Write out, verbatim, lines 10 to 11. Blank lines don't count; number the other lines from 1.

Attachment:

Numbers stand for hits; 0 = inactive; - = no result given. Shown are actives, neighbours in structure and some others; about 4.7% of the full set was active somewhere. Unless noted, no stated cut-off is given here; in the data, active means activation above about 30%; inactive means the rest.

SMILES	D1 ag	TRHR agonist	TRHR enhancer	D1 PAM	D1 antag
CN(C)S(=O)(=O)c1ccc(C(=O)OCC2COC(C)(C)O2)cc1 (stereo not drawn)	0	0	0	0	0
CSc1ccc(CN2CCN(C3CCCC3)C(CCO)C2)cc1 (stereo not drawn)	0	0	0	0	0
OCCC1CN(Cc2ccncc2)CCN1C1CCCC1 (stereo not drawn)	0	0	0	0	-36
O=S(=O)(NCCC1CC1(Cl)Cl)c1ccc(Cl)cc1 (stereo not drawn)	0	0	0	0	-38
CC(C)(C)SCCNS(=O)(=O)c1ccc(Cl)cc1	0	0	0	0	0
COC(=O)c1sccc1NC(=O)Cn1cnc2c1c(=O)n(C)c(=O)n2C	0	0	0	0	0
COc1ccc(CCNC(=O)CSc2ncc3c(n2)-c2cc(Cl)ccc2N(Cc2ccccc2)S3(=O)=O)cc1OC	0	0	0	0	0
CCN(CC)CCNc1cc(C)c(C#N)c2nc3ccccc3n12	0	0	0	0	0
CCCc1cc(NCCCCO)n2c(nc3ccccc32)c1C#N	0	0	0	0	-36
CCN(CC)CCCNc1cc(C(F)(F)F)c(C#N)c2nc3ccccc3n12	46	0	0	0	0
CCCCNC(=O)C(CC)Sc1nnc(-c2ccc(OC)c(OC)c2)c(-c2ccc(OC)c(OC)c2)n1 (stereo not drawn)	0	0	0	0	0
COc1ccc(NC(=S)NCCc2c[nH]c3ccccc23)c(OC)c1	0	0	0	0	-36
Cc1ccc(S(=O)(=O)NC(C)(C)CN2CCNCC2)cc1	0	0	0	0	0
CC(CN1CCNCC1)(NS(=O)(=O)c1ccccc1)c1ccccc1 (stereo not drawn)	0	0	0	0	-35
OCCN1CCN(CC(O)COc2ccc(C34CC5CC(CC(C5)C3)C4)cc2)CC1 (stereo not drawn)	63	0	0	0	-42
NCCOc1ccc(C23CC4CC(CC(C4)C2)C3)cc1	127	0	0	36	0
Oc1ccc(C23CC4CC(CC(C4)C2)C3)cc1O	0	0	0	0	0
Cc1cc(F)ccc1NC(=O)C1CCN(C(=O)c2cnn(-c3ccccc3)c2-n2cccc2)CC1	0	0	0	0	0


CCN(CC)CCNc1cc(C)c(C#N)c2nc3ccccc3n12	0	0	0	0	0
CCCc1cc(NCCCCO)n2c(nc3ccccc32)c1C#N	0	0	0	0	-36